All Sizes Matter

Part of the frustration I feel during training is when I get “manhandled” by an opponent who is a lower rank but larger than me. I believe we’ve all watch the video from Gracie University that talks about how every ten pounds or ten years an opponent has on you equals one belt rank. If there is any truth to that video, then I roll with multiple striped black belts, every day, every round.

Jiu-Jitsu was developed to help a smaller person defend them against a larger attacker, and as I trained, I became more and more frustrated because I was downright struggling with most of my training partners. One night my roommate (who is also a brown belt) asked how training went and I told him I felt like everyone was getting better than me simply because I am small and old. Yes, stupid I know that but I was in pity party mode, and I really don’t think clearly at those times. A couple days later, he made an observation that I would have never made.   He posed the following question to me: In a given training session, how many times do you roll with someone that is twice your body weight?

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Left to Right: Chris at 180, me at 101 and Rachael at 140

At my academy, the males weigh on average 183, the heaviest at 235 and the lightest at 124, and the average female weighs 145, averaging between 195 and 99. Personally, I weigh about 100 pounds give or take, so on an average day I never roll with anyone close to my weight. (As a reference the 99-pound gal is a teenager who only attends the instructional classes.) I normally give up a minimum of 20 pounds and a maximum of “I really don’t want to think about that while I’m stuck in side control.” On a given night there are only about 3-4 women training and about 15 men. Doing eight rounds, I try to roll with all the women, but that still leaves 4-5 men.

Every time I rolled and lost I didn’t use my weigh as an excuse as to why I wasn’t able to get back up from a sweep or why I wasn’t able to maintain mount. I figured I sucked. Yes, I was smaller, weaker and older than my opponents. However, sometimes, and I do stress sometimes, people would comment that they use strength to get out of a submission or the only way to keep me in a position was to use their weight. In these moments, it still didn’t dawn on me that it was my size or weight. I thought as a purple belt I should have been able to prevent them from doing this. Again, I felt like I sucked and when I would talk to my Professor about this frustration, he would tell me I needed to use my size to my advantage. At the time I wasn’t sure what he meant, but now I think I do.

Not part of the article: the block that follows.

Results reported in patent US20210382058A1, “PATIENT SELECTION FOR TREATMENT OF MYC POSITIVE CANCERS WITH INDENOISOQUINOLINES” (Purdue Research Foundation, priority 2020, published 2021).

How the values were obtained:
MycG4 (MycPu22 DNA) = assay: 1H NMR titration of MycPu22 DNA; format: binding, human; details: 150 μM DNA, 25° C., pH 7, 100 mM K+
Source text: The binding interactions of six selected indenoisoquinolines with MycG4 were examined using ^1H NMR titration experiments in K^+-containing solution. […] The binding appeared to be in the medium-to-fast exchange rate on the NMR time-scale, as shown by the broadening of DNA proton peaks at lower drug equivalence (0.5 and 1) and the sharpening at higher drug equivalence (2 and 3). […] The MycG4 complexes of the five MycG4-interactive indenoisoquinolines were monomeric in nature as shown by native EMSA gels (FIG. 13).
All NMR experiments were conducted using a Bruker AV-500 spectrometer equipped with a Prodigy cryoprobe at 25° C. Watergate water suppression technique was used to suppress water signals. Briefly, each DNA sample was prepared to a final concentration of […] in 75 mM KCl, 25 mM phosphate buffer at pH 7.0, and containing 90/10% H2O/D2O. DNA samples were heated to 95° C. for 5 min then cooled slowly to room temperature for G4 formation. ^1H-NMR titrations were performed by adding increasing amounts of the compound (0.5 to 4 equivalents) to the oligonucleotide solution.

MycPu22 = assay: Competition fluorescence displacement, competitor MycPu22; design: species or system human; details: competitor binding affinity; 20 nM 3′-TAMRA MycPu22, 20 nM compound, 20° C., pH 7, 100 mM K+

Now that I wear a Brown Belt nothing has gotten easier, in some cases worse. While I focus on pressure, positioning, and posture what I am lacking is the humility that also goes along with wearing a brown or black belt. I’m not going to win every training round, but instead of using the excuse of being small or old I need to think how I did I lose my advantage. I’m not going to sugar coat this, but it is really really hard to have humility or not feel embarrassed or a failure when I get tapped to a lower rank person. I WANT TO MAKE IT VERY CLEAR I AM NOT BLAMING ANY OF MY TRAINING PARTNERS. YES, IT IS FRUSTRATING TO BE OUT WEIGHT, OUT STRENGTH AND OUTMATCHED. THIS IS ON ME AND NOT THEM. Recently, I rolled with a guy who was larger and stronger than me. (Disclaimer: The guy I was rolling with when I got hurt is not pictured on this blog). Instead of using my size and speed as an advantage I tried to out strength him, and I got hurt. THIS IS ON ME. 100%. I knew better and yet I let my ego get in the way. This is the humility I need to learn.

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me rolling with Erik who is 228

I as progress forward, I going to make a conscious effort to not think about how much weight I’m given up or how much stronger and aggressive my opponent is. What I really need to think about is staying calm, keeping a connection and tension, being on top, and how I can use my size to my advantage.

 

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